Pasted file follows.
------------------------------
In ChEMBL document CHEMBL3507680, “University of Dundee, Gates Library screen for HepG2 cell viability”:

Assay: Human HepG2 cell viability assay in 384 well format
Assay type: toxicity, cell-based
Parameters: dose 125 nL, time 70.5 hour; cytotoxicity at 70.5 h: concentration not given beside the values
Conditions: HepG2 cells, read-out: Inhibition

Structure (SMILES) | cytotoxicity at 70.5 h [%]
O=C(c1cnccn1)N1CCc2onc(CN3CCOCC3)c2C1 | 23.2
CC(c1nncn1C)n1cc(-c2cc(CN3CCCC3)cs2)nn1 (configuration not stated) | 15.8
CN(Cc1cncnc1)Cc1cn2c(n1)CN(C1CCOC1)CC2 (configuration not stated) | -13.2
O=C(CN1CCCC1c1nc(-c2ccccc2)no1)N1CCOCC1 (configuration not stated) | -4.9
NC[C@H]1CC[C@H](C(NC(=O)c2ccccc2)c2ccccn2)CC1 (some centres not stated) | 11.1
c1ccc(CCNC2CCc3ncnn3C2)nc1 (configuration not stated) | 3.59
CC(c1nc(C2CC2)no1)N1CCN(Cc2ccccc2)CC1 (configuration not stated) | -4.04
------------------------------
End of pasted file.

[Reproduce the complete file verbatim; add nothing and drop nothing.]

In ChEMBL document CHEMBL3507680, “University of Dundee, Gates Library screen for HepG2 cell viability”:

Assay: Human HepG2 cell viability assay in 384 well format
Assay type: toxicity, cell-based
Parameters: dose 125 nL, time 70.5 hour; cytotoxicity at 70.5 h: concentration not given beside the values
Conditions: HepG2 cells, read-out: Inhibition

Structure (SMILES) | cytotoxicity at 70.5 h [%]
O=C(c1cnccn1)N1CCc2onc(CN3CCOCC3)c2C1 | 23.2
CC(c1nncn1C)n1cc(-c2cc(CN3CCCC3)cs2)nn1 (configuration not stated) | 15.8
CN(Cc1cncnc1)Cc1cn2c(n1)CN(C1CCOC1)CC2 (configuration not stated) | -13.2
O=C(CN1CCCC1c1nc(-c2ccccc2)no1)N1CCOCC1 (configuration not stated) | -4.9
NC[C@H]1CC[C@H](C(NC(=O)c2ccccc2)c2ccccn2)CC1 (some centres not stated) | 11.1
c1ccc(CCNC2CCc3ncnn3C2)nc1 (configuration not stated) | 3.59
CC(c1nc(C2CC2)no1)N1CCN(Cc2ccccc2)CC1 (configuration not stated) | -4.04